Heroes of the Second Story Walk-Up doesn’t barge through front doors so much as blow through back windows. Formed by baritone guitarist Ben Recht and turntablist Isaac Sparks, the music of The Fun Years transcends the casual band’s name. Urging redemption by tactile rhythm, crackling vinyl slithers with synths above sleepy guitar. The paring of crate-dug record loops with Proustian post-rock is so natural it leaves one wondering why it isn’t already a sub-genre. Media preservation be damned—how lovely to hear dusty record ruts spun like grains of sand between two ears. (Todd B. Gruel)
Hannu Karjalainen ~ A Handful Of Dust Is A Desert (Karaoke Kalk)
The weaving, crystalline structure of A Handful of Dust is a Desert subtly multiplies sounds not as sequences but as interlocking parts of a construction, as places that do justice to the idea that even in the microscopic we can find entire worlds yet to be conceptualized. Nevertheless, at no point does Hannu lose sight of the sequential, inasmuch as it is also a constructive tool, a precision in the midst of networked expanses, a way of melodically making the whole building resonate with warmth. Almost eight years ago the artist left us wanting for more, and finally here it is, a splendid work of art. (David Murrieta)
James Murray ~ Heavenly Waters (Slowcraft Records)
A productive year saw Murray release three albums, and it was Heavenly Waters that caught our ears the most. Taking inspiration from a group of constellations, many of the tracks contained elements similar to the sounds of the solar system that NASA has recorded. Using these unearthly tones as a bed for the more expected array of ambient instrumentation (warm electric piano, acoustic guitar, an ethereal choir) made for a work that was both meditative and unsettling, depending where you focused. (Jeremy Bye)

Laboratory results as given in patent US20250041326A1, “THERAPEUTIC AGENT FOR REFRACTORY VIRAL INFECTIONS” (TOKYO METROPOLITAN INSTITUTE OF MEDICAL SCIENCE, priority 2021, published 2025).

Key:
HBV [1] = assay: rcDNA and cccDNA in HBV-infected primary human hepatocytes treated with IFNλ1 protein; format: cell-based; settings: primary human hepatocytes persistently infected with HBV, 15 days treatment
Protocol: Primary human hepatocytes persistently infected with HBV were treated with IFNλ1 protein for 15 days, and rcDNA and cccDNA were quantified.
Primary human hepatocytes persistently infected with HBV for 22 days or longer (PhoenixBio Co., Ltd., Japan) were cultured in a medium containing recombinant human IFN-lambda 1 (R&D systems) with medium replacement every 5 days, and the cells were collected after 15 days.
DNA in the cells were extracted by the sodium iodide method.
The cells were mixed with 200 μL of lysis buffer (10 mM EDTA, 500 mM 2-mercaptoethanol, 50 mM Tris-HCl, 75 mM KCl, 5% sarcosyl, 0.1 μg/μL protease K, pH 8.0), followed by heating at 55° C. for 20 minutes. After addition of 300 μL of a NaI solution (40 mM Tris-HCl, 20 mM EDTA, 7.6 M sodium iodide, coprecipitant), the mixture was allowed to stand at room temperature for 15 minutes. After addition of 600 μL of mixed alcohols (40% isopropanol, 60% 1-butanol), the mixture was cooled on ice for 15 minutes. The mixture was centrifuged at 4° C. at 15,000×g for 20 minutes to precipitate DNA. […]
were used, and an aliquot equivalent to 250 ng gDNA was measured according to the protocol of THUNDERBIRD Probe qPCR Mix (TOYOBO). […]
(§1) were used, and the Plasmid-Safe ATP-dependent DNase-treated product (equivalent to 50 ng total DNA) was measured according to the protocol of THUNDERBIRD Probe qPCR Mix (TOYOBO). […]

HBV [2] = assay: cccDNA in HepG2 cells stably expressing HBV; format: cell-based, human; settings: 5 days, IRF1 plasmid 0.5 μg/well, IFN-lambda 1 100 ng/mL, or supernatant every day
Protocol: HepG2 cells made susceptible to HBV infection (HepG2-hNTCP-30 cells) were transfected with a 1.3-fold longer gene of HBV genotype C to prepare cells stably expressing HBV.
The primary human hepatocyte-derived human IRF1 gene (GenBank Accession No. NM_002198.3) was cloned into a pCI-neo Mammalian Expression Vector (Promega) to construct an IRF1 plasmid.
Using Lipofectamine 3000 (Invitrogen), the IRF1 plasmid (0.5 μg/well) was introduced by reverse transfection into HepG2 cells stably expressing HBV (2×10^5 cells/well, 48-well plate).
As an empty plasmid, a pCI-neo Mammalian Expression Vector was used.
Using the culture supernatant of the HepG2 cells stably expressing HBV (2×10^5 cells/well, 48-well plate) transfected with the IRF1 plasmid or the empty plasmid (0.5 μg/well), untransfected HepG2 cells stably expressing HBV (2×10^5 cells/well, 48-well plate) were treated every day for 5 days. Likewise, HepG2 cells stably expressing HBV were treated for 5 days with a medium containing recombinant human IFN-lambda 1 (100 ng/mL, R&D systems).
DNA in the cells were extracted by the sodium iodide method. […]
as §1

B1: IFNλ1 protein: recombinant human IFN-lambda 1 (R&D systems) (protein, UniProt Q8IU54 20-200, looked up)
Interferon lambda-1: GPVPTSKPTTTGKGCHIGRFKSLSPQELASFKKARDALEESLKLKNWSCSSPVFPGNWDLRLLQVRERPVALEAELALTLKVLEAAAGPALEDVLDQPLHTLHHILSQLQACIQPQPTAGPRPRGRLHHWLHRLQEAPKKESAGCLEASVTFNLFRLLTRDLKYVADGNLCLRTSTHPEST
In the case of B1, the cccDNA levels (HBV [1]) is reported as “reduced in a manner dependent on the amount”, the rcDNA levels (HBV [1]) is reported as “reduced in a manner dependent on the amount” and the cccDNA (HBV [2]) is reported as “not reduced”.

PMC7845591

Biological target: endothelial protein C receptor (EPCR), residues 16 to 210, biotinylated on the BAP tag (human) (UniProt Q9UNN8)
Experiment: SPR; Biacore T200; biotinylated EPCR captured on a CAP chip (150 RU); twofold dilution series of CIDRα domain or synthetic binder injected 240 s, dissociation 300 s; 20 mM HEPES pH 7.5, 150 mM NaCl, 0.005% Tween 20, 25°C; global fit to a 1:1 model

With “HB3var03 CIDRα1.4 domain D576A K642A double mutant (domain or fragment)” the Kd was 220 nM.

Janek Schaefer ~ Glitter in My Tears (Room40)
In 1995 Janek Schaefer, then an architecture student at Royal College of Art, sent a sound-activated tape recorder overnight through the British postal system for the ‘Self Storage’ exhibition. That work, Recorded Delivery, is a justified classic of sound art, and jump-started a successful recording career. Glitter in my tears marks over 20 years as a recording artist with 26 vignettes of mediated memory composed over ten years of late nights. As such it feels like an overview and culmination of so much of his career, displaying a breadth of styles united by an attention to texture, atmosphere, and emotion. An “architect of foundsoundscapes,” each miniature is haunted by a melancholic joy rooted in the relationship between sound, media, and bodies. (Joseph Sannicandro)
Lowercase Noises ~ The Swiss Illness (Self-Released)
For those who are wondering, the Swiss illness is nostalgia. The theme bleeds through much of the ambient canon. Yet in the hands of Andy Othling (Lowercase Noises), nostalgia is molded into finely fragmented shapes, like pillows placed behind the heads of hospital patients. The album was born from a year of suffering, and now serves as a mark of empathy. (Richard Allen)
Slow Heart Music ~ This Body Is Not Me (Whitelabrecs)
Belonging somewhere between nothing and everything, simplicity courting clarity in timeworn future tense, Ben Rath’s dime store guitar is recording so warmly on This Body Is Not Me that the strings tremble, glowing in the haze of yearning that’s thick enough to swim through. Spontaneously composed with six strings, two hands, and a single beating heart, the ingredients are minimal and wholesome. Slow Heart Music may yet inspire a new lifestyle (Paelo diet) and wardrobe (hand-sewn from fig leaves), to boot. (Todd B. Gruel)